(Bass, 1990). The concept of transformational leadership was introduced by Burns
(1978). The primary contribution of his work was the differentiation of transformational
and transactional leadership. He believed that transactional leaders “approach followers
with an eye to exchanging one thing for another: jobs for votes, or subsidies for campaign
contributions” (p. 4). Burns (1978) defined transformational leadership as “a relationship
of mutual stimulation and elevation that converts followers into leaders and may convert
leaders into moral agents” (p. 4). He thought transformational leadership could be
described as “a process by which leaders and followers raise one another to higher levels
of morality and motivation instead of following a set of specific behaviors” (p. 20). Burns
saw transformational and transactional leadership at two ends of the leadership spectrum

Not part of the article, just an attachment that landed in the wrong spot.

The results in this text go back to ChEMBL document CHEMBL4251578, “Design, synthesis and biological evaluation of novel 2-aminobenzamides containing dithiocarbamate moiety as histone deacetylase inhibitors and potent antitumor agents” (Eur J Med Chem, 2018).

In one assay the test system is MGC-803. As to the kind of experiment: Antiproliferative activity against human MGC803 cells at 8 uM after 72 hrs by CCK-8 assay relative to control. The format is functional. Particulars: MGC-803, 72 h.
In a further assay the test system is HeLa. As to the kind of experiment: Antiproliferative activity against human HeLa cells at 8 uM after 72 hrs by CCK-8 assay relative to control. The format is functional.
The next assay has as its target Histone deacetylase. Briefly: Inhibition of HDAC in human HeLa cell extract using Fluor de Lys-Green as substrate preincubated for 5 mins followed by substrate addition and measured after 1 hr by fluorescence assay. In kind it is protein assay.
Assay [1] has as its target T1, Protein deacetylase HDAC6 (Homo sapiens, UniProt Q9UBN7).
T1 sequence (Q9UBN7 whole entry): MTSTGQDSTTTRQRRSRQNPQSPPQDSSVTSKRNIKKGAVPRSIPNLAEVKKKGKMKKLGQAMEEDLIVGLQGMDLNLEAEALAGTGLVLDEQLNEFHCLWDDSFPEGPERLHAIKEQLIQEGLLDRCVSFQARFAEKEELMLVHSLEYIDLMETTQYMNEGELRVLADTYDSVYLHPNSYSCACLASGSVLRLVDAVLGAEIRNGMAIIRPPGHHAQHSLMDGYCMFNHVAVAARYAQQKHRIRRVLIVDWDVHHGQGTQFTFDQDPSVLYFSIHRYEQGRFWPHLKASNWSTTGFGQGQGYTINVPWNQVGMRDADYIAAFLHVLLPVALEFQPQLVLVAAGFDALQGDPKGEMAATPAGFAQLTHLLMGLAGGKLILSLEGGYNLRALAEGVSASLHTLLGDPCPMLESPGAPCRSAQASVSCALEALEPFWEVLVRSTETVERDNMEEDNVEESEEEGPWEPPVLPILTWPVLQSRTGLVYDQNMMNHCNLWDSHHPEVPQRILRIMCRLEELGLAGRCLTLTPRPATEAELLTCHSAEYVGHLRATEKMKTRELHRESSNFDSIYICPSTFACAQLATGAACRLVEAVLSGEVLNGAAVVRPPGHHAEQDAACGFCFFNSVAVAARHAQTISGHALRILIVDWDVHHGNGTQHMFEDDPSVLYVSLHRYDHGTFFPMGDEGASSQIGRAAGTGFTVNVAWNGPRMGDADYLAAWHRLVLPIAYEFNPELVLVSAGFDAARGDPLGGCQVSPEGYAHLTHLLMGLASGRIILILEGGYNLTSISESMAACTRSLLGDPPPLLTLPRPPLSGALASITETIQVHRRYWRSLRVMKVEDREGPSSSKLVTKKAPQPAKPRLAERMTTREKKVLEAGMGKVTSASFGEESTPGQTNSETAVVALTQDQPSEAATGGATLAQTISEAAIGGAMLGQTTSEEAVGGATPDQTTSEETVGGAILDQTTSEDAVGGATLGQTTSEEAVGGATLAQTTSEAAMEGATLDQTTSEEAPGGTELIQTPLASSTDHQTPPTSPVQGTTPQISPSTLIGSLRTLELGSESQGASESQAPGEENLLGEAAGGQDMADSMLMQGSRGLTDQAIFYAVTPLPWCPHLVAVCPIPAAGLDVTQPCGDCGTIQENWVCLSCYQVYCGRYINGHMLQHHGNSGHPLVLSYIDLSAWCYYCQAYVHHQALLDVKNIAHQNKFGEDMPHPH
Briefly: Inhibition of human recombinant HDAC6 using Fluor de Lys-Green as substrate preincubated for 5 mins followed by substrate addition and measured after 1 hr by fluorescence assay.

and that leaders were either high in transactional or transformational leadership styles but
not high in both. Bass (1985) built upon Burns’ (1978) foundation when he emphasized

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the impact transformational leadership has on social change. Bass discussed a
transformational leader when he wrote, “They seek to help followers grow and develop,
to inspire others for higher performance, to educate and seek new ways to solve
problems, and to meet their various needs” (pp. 53–54). Bass did not view transactional
and transformational on opposite ends of the spectrum; rather, he believed that
transformational leadership built upon transactional leadership. Bass inspired Avolio, and
together they developed the full range development model, integrating transformational,
transactional and on transactional laissez-faire leadership (Bass and Avolio, 1994).
Transformational leadership has four dimensions: idealized influence, inspirational
motivation, intellectual stimulation, and individualized consideration (Bass and Avolio,
1994; Schieltz, 2010). Bass, Avolio, Jung, and Berson (2003) defined these four
dimensions.